a quick Spencer imagine blatantly inspired by this post by @today-spencer-reid. it’s not Tuesday but I couldn’t stop myself. (edit: apparently I don’t know how calendars work and have been off by a day for the past week?? it’s Tuesday.) didn’t even proofread it and I’m crying so it might be shit but whatever
Spencer has had a god awful day at work. The case they were working finally got wrapped up, but not without the pair of unsubs going for suicide by cop. He’s tired, he’s miserable, and he misses his bed. He wants nothing more than to lie down in it and hold you. So when Garcia calls the team into the conference room as soon as his hand touches the glass doors, his heart falls.
He promised himself he’d spend the day with you. It didn’t exactly work out that way, but he was at least hoping for an evening together. Unbeknownst to you and to the team, today was his nine year anniversary. Nine years clean from dilaudid. He had been telling himself that he wasn’t counting intentionally, that it was just his memory that naturally ticked off days on the calendar. But deep down, he knows it was fully intentional. He’s proud of himself, to be honest. He’d worked hard to get where he is, and he’s in a great place in his life. He’s got his team supporting him, and there’s never any doubt that your arms will be open when he returns home. He’s enjoying life.
Well, he usually is. Getting called right back to work after freedom being so close? Not so enjoyable. Emily trudges out of her office, starting to cover the distance to get to the conference room. In a split second, Reid makes a decision he hopes he won’t regret.
“Hey, Emily? I need to ask for a favor. I’ll explain later.”
“Y/N? Hello?” Spencer quietly calls out to the dark apartment you share, finding himself somehow disappointed you don’t seem to be up. He knows it’s late, and he isn’t exactly in the mood for conversation, so his heart sinking so low almost surprises him. But you usually wait up, and he really feels the need to look into your eyes. To tell you he loves you, to hear you say it back.
He drops his bag with a careful thud, prying his shoes off his tired feet. Without hesitation, he heads for the bedroom, already beginning to loosen his tie. Slowly pushing the door open as to not wake you, he stops short when he sees the empty bed. Panic fills his heart, and he bursts into the room, flinging himself into the attached bathroom to see if maybe you’re just brushing your teeth and hadn’t heard him. Another empty space, and a vice grip clenches his heart even tighter.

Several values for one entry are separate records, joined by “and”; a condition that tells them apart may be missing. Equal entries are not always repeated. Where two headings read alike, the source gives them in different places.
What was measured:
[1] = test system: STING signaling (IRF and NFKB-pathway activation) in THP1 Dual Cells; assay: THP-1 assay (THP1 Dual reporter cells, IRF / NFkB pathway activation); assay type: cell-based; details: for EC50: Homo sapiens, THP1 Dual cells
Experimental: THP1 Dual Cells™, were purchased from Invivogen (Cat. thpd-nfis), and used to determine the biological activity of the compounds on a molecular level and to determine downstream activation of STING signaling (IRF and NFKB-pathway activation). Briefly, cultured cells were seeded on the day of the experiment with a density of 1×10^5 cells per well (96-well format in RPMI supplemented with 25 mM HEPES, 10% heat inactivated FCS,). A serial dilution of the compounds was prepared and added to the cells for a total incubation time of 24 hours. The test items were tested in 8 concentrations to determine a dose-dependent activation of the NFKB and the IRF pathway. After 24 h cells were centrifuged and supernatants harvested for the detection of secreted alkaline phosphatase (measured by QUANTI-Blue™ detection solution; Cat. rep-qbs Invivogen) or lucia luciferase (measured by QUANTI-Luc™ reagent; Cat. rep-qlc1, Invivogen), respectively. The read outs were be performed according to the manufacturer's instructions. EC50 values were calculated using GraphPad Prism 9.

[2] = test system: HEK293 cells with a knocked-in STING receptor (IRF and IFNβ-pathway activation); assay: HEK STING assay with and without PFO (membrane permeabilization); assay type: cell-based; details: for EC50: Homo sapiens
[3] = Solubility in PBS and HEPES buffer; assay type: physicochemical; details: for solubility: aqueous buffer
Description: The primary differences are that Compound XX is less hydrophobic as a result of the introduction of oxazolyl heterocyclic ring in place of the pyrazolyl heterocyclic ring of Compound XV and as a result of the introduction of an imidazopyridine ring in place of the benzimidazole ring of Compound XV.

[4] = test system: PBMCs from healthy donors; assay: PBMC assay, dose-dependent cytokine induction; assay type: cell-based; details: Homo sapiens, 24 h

Bounding out of the room, he begins to search the entire apartment, flipping on lights and throwing blankets that look as if they could be hiding you. Spencer swears he hears a creaking noise amidst his search that he knows he’s not responsible for and freezes. Nothing but the sound of his heart pounding. He knows he could be overreacting, but his job has taught him to see the worst. He grabs a hefty book to wield as a weapon, but it’s not until he hears a soft yawn that he realizes he won’t be needing it.
“Spence?” your sleepy voice calls out, and the book falls from Spencer’s hands as he rushes to the source of the sound. Coming into the dimly lit kitchen with such relief and excitement, he almost misses the sight before him.
You’re picking your head up off the counter, cheeks starting to flush as you wipe away a bit of drool. You’re sitting in a chair from the dining room you must’ve dragged in here, hair a frizzled mess and pajamas wrinkly. But as much as he loves to see you, especially in your waking up state, he must admit his eyes are drawn elsewhere.
A small cake sits in front of you on the counter, light purple icing unevenly coating it. The nearly illegible words on top read: “Nine years and counting” with a deformed heart at the end. Tears well up in Spencer’s eyes and his knees feel as if they might buckle. As if his heart wasn’t under enough strain already, it picks up an even faster rhythm.
“You remembered,” he breathes, not needing to say more. When he finally peels his eyes back to you, a bittersweet smile graces your face.
Tears stream down his face, and he doesn’t bother to wipe them away as you pull out two forks. You bring the cake to him, handing him one of the forks and leaning over the cake to kiss his forehead.